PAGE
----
Thursday, 28 March 2013

Going Solo: a staycation on my own

Friday I am taking a mini-vacation. Solo. 

I'm not going far--just downtown Ottawa, where I'll be staying at the very cool Hotel Indigo--but this is a first. I realized recently that I have never done anything like this. I've traveled on my own, but always heading towards a person I was visiting. I have never taken time to be alone, for the purposes of leisure, away from the dubious respite of my messy house.

I have taken partners to hotels or inns for downtime; indeed, I am a huge proponent of mini stay-cations, and recommend everyone takes one from time to time with their sweetie. But it just never really occurred  to me before to give myself that same TLC, all on my own. Of course, it's been a while since I was single, but I don't think a person should have to be single to do this. Solitary time, especially for us introverts, is crucial. When one is mated with another human, that time becomes even more scarce; maybe it's important to reclaim it. 

I'm not sure how it's going to feel to do this. I'm nervous, to be honest; my goal is to spend the time *alone*, not chatting on the phone or on google chat. I'm going to paint my toenails, tweeze my eyebrows, and go to dinner. I'm going to watch whatever movies I want, and in the morning I'm going to head down to the Byward Market for some bread and treats. I will decide what I want to do and when I want to do it, all on my own--no compromising, group planning, or negotiating. I will be at the mercy of my own whim.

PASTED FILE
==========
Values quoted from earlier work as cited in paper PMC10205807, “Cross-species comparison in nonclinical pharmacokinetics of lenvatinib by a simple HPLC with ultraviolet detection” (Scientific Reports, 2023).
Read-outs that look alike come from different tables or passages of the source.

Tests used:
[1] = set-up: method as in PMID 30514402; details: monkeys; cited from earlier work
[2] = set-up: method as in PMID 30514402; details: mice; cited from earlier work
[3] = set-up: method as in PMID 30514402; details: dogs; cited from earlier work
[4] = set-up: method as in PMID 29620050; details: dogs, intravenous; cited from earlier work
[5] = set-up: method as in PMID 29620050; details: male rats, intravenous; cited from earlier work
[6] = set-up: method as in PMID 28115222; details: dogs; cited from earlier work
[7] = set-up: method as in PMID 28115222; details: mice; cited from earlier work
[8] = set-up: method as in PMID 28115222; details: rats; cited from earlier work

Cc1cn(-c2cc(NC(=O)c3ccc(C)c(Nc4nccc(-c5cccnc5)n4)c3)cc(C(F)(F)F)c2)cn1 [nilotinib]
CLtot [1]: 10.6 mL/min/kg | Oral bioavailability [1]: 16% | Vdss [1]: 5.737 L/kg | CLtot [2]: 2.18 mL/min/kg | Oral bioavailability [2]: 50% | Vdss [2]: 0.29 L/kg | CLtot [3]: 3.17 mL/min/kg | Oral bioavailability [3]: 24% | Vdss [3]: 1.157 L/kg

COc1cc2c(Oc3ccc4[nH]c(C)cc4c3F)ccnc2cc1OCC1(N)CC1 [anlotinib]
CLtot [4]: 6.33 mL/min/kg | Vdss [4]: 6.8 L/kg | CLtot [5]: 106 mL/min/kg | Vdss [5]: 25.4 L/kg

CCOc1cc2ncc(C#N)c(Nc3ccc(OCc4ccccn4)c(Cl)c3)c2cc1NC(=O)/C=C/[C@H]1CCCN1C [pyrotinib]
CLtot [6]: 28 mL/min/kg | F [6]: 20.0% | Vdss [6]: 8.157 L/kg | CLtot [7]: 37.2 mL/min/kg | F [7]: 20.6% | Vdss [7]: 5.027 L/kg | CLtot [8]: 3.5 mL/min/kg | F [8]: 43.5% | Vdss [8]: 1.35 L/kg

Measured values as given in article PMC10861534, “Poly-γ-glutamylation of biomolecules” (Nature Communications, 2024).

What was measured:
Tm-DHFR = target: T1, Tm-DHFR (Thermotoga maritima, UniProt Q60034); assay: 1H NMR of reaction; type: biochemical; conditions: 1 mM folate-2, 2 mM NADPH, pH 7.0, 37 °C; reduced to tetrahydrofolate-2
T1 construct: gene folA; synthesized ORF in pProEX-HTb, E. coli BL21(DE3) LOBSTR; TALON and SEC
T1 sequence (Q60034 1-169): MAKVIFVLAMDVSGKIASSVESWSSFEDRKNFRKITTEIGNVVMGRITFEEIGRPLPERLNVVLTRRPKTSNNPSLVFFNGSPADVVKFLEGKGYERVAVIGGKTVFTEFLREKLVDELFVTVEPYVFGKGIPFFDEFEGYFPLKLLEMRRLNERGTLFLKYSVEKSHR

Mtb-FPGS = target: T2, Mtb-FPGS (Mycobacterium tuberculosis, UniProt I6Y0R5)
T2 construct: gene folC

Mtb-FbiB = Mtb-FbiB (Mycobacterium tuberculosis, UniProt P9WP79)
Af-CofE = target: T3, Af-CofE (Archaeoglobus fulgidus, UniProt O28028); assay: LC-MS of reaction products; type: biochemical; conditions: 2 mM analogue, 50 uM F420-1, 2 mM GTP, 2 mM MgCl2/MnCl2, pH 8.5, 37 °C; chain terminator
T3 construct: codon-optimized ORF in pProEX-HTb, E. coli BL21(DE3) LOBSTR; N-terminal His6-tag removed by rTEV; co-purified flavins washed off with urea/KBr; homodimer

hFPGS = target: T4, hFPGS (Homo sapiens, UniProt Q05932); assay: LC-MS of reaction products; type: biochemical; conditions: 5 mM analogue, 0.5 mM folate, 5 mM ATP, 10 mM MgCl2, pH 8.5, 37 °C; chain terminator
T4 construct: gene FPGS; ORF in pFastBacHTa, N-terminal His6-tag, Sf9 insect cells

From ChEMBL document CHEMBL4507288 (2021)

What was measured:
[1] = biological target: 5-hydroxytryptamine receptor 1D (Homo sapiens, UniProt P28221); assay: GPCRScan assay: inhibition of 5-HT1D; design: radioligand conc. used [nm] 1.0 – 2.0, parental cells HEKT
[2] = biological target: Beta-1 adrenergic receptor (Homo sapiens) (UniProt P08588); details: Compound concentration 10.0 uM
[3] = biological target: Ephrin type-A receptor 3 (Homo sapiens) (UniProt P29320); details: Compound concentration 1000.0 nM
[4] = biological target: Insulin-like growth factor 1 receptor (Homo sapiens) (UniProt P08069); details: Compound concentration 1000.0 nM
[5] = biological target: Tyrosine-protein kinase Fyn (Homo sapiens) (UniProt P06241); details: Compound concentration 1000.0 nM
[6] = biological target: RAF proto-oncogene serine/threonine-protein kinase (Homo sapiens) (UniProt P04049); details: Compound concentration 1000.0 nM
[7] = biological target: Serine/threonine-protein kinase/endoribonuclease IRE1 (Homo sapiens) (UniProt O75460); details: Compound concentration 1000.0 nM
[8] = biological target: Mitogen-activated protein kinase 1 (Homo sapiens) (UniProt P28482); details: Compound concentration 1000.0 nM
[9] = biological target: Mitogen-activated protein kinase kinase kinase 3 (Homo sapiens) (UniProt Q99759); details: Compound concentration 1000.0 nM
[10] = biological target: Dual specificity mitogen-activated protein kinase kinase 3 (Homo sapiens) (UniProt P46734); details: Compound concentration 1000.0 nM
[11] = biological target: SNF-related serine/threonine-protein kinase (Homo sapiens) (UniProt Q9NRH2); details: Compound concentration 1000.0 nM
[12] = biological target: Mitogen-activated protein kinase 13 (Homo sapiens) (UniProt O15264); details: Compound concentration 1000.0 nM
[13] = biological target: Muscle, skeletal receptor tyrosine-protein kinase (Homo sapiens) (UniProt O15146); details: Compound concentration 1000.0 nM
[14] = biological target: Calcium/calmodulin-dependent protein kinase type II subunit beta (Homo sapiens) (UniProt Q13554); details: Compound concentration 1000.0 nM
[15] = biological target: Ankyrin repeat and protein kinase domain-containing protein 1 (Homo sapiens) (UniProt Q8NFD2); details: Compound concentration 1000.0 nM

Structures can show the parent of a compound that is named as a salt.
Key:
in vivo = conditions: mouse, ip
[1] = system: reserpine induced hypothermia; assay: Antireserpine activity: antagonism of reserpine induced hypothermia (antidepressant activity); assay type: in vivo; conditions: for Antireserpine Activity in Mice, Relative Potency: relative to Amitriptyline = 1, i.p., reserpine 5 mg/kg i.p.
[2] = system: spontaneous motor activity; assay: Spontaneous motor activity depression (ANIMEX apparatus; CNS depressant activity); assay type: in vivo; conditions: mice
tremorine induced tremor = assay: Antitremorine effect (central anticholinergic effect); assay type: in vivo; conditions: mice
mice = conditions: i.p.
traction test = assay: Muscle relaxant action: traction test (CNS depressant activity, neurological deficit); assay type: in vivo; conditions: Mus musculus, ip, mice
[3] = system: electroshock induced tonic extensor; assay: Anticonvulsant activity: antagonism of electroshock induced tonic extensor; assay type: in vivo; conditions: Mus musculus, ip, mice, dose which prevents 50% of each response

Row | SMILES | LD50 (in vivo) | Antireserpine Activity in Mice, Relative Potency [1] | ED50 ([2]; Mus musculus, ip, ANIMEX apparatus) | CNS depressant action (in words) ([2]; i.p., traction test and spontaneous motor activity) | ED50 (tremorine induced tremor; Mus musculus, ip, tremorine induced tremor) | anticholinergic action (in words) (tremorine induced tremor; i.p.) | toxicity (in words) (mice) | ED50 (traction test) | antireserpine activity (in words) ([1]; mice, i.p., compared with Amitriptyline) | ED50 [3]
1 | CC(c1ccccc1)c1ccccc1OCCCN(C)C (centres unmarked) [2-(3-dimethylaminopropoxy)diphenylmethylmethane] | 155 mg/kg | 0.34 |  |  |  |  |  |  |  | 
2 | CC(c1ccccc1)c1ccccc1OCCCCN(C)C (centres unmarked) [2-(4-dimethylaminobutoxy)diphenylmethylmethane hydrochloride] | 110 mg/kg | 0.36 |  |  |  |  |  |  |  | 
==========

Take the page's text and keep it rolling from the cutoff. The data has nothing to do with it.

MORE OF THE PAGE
It's kind of scary, though I don't know why. 

You can follow my tweets at @girlcrafted with hashtag #jordantime and there'll be a blog post after the stay. Or possibly during it, if I'm lonely for the sound of my own 'voice'.

See you on the flipside.

Wednesday, 27 March 2013

DO STUFF: Adventure Show and an Interview with Angus Adventures!

This March, I made a trip down to the Outdoor Adventure & Travel Show at the Ernst & Young Centre in Ottawa. I blogged about this show a bit in advance, when I chatted with show's guest speakers Colin and Julie Angus of Angus Adventures. This intrepid couple circumnavigated the globe using only human-powered modes of transportation. I think they're nuts, but turns out, they're also funny, friendly, and generally awesome.

The show was a ton of fun. Usually I've found these types of shows to be a place at which to gather a hundred pamphlets, and then you go home and don't remember anything you've seen. But this show was highly interactive with lots to do. An entire kids apparatus was set up, as well as a climbing wall, a slackline, and a pool for boating demonstrations. But enough text; here's a video of the show:

And for those of who you think the Angus Adventures couple sounds pretty incredible (and they ARE), here's a full in-person chat I had with them. The outtakes at the end are worth the whole watch.

I heartily encourage you to follow the Outdoor & Adventure show on twitter and facebook so you can attend next year, because the show is constantly growing. I also suggest you follow Angus Adventures because they're really, really cool. And while I'd never want to actually do some of the crazy stuff they've done, it's pretty awesome to live vicariously through their stories.

Wednesday, 20 March 2013

The Dark Pony Empire: away in a manger...

I can't quite recall when I became known as the girl with the thing for unicorns.

But I do I remember the first unicorn gift; it came from Alan and it was a drawing of a My Little Pony unicorn turned into a superhero. Which is awesome, because it reminded me of how much I love My Little Pony. (Except they're kinda skinny and anime-looking now, and they've made them sorta more violent so that boys can feel okay about collecting them. Which is a rant for another day.)